Dog watching the Time Horizon
Don’t invest without a time horizon in mind. There may be a possibility that one might need funds all of a sudden, and hence one must think before locking up into an investment before entering the trade. Also, “determining how long” plays a key role. Other plans like retirement savings, a down payment on a home, or a college education for your child may hinder your plans.
If you are planning to accumulate money to buy a house, that could be more of a medium-term time frame. However, if you are investing to finance a young child’s college education, that is more of a long-term investment. If you are saving for retirement 30 years hence, what the stock market does this year or next shouldn’t be the biggest concern.Once you understand your horizon, you can find investments that match that profile.
A big sign that you don’t have a trading plan is not using stop-loss orders. Stop orders come in several varieties and can limit losses due to adverse movement in a stock or the market as a whole. These orders will execute automatically once they are set. Placing stop losses turns advantageous because losses are capped before they become sizable.However, there is a risk that a stop order on long positions may be implemented at levels below those specified should the security suddenly gap lower as happened to many investors during the Flash Crash.
Even with that thought in mind, the benefits of stop orders far outweigh the risk of stopping out at an unplanned price. Another common mistake an investor makes is when he cancels a stop order on a losing trade just before it can be triggered because apart from logic their gut feeling says there could be a trend reversal.
Letting Losses Grow
This is one of the characteristic features of beginner trading. A naïve investor becomes paralyzed if a trade goes against them. Rather than taking quick action to cap a loss, they may hold on to a losing position in the hope that somehow their luck could be played. A losing trade can tie up trading capital for a long time and may result in mounting losses and severe depletion of capital.
For example, Mona purchases 500 shares of Satyam. She bought these stocks when the trend started to elevate. Mona was happy, her stock was doing good and she made a whopping amount of profit. Her target was achieved. However, instead of exiting the stock, he chose to hold on to it for a little while more. The next day she sees some bad news about the company and the stock prices start to fall. Mona devises a new strategy, she feels the stock is good, but this might be a bad day for the company.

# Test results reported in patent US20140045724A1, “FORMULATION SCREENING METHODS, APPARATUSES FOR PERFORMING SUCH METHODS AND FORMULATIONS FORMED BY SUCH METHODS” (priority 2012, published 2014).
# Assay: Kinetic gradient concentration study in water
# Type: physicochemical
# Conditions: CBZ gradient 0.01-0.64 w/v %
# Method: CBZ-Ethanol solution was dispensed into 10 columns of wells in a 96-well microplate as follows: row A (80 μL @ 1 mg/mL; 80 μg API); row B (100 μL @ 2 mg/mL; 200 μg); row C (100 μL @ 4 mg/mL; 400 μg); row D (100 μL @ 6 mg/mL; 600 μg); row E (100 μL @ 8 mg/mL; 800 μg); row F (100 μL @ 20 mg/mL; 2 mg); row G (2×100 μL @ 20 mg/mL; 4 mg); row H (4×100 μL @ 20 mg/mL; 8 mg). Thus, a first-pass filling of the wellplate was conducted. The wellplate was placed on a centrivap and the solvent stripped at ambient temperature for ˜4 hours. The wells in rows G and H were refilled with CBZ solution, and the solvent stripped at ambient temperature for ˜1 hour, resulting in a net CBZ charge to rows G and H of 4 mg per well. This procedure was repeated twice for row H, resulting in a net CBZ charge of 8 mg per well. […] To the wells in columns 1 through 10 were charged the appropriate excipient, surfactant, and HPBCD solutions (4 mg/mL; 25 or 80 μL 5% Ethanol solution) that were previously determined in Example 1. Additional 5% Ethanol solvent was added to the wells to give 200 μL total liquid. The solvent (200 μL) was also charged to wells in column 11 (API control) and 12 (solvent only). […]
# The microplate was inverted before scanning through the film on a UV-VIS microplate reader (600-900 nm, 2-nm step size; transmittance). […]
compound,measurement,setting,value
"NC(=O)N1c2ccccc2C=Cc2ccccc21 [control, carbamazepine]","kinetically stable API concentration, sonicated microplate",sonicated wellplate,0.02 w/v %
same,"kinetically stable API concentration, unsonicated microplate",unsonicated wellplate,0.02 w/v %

She waits for a little longer and thinks to buy 500 more stocks so that in the long run her returns grow speedily. The stock prices further dipped and so did she keep ensuring herself that her strategy is still in place. One fine day the current price of Satyam went below the buy price, not only did Mona lose all her profit but right now she is suffering a capital blow. Stock Market is for all, it is filled with infinite opportunities. Once in a trade grab whatever you have got and go.
Averaging down on a long position in stock may work for an investor who has a long investment horizon, but it may look like digging a grave for your portfolio if one is trading volatile market condition or short term. Some of the biggest trading losses in history have occurred because a trader kept adding to a losing position, and was eventually forced to cut the entire position when the magnitude of the loss became unbearable.
Traders also go short more often than conservative investors and tend toward averaging up, because the security is advancing rather than declining. This is an equally risky move that is another common mistake made by a novice trader.
Don’t forget to start again
The worst thing one can do is let pride take priority over one pocketbook and hold on to a losing investment. Or worse yet, buy more shares of the stock as it is much cheaper now. Trust me this is a very very common mistake! This thinking pattern starts with comparing the current share price with the 52-week high of the stock. And then assume that a fallen share price represents a good buy. However, there was a reason behind that drop and price and it is up to you to analyze why the price dropped.It’s time you drop this herd mentality!
Believing in False Buy Signals
It is important to always have a critical eye, as a low share price might be a false buy signal. Avoid buying stocks in the bargain basement. In many instances, there is a strong fundamental reason for a price decline. Do your homework and analyze a stock’s outlook before you invest in it. You want to invest in companies that will experience sustained growth in the future.
Tip: A company’s future operating performance has nothing to do with the price at which you happened to buy its shares.
Buying with Too Much Margin
If you are a novice trader/investor, never ever borrow money and invest.Every stock advisory company will tell you the same based on their experience with thousands of investors and traders.